• Venezuela's Maduro government announced two marches to counter a massive demonstration Guaidó is planning for May 1, reports AFP. (See yesterday's briefs.)
Regional Relations
  • The newest Americas Quarterly issue is dedicated to China's relationship with Latin America -- "deep, sophisticated and increasingly under some strain," according to editor Brian Winter. "China is now Latin America’s second-biggest trading partner behind only the United States ... But there are also signs of a backlash."
  • Reuters reports on how China's Belt and Road initiative is powering clean energy developments in Argentina.  
  • Cuban authorities appear to have consulted many other countries’ constitutions in redrafting their own. But China's 1982 constitution, which formalized the country’s economic reforms appears to have particularly influenced President Miguel Díaz-Canel, write Luis Carlos Battista and Ricardo Barrios in World Politics Review. They argue that this suggests "Cuba's leadership are hoping to follow the Chinese experience of embedding market economics into a socialist state," but that "Cuban authorities’ lackluster record of reform stands in contrast to China’s decisive efforts leading up to 1982."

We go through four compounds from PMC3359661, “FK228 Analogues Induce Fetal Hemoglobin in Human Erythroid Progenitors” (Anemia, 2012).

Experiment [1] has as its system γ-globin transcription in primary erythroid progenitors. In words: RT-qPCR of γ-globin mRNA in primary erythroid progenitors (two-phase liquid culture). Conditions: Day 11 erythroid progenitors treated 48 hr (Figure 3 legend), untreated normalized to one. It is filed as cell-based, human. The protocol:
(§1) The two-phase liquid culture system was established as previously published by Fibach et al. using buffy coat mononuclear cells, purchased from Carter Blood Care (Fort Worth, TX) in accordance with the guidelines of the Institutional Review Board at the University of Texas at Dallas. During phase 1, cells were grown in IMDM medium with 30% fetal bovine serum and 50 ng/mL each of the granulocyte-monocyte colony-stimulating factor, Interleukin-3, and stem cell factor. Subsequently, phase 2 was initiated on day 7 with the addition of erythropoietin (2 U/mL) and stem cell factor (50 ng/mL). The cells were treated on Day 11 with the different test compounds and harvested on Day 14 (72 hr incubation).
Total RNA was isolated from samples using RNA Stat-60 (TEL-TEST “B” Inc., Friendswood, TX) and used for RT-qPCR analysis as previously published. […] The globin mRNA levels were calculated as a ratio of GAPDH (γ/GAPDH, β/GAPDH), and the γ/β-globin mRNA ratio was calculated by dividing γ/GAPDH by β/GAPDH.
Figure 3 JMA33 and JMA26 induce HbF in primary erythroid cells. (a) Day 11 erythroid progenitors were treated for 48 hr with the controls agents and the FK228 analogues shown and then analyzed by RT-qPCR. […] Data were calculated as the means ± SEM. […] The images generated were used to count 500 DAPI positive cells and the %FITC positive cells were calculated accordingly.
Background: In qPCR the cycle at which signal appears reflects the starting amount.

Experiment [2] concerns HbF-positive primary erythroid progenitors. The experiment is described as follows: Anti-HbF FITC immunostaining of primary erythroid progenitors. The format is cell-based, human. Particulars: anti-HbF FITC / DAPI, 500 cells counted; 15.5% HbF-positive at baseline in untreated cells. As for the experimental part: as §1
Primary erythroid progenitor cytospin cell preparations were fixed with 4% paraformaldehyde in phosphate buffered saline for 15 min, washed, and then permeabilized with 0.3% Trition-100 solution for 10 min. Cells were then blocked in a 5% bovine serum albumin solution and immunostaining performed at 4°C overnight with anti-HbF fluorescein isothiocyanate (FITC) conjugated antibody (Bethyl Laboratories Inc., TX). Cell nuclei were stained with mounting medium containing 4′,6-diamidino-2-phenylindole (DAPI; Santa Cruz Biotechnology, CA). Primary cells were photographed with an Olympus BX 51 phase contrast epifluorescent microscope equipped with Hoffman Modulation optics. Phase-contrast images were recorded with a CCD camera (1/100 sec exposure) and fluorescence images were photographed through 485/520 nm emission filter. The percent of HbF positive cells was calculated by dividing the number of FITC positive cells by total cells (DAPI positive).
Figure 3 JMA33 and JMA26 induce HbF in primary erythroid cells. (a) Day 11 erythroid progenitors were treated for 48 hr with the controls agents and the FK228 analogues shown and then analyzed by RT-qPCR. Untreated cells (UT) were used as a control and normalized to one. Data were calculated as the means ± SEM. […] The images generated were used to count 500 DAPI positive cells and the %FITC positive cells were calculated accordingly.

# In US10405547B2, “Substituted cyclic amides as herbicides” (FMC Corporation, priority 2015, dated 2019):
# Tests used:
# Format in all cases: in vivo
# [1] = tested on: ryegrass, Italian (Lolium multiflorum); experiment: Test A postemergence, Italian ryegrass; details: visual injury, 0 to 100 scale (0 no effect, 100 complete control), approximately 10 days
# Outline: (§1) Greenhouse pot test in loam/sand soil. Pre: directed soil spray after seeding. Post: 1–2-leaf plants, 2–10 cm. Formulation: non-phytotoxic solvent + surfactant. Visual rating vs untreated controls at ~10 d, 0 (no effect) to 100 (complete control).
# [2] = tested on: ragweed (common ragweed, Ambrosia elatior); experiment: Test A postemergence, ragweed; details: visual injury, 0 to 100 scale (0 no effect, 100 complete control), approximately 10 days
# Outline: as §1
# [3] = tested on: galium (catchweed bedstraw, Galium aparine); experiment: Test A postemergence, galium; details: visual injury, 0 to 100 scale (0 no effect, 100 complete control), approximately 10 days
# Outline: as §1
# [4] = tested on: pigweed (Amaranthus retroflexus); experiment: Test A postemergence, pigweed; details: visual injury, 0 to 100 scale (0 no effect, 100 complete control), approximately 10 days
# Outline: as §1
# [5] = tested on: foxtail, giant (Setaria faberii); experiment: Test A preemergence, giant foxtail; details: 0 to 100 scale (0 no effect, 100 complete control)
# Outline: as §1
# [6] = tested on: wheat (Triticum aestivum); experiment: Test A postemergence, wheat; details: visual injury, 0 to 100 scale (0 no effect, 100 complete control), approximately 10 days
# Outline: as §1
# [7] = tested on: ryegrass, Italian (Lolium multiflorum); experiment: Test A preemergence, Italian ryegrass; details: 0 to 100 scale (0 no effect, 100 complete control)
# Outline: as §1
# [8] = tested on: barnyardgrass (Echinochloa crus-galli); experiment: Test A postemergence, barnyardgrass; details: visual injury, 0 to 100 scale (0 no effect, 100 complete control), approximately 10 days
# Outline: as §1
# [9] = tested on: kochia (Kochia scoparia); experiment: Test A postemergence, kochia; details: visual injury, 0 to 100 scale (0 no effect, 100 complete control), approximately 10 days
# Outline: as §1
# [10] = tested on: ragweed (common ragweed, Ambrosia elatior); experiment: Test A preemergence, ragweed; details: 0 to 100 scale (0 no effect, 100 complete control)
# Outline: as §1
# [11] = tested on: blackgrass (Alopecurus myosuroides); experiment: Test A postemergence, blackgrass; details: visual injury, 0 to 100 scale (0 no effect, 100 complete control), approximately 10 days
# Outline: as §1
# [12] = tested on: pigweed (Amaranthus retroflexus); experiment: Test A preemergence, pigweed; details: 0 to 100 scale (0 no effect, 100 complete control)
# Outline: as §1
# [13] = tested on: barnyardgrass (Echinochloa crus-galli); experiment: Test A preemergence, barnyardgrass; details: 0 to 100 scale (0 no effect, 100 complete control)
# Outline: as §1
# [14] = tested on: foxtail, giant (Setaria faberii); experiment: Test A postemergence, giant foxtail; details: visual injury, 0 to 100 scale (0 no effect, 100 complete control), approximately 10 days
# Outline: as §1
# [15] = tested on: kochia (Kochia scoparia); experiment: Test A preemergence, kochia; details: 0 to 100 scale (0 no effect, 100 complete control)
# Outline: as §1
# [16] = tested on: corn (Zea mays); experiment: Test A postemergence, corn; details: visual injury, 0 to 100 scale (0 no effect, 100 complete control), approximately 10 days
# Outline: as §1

• U.S. tightening of the economic embargo against Cuba will impact the island's private sector, but authorities have little choice but to double-down on economic reforms, argues Ricardo Torres at the AULA Blog.
  • Escraches -- grass-roots organized public protests focused on humiliating individuals -- have become a potent anti-corruption weapon in Paraguay. In a country where anti-corruption measures have lagged behind others in the region, several prominent senators have resigned as a result of the protests, and prosecutors have opened investigations and filed charges against several other officials as a result, reports the New York Times.
  • A new Plaza Pública investigation does a deep-dive into Guatemala's arms markets -- the country is over armed and unsafe, a situation that has proved lucrative for private security companies.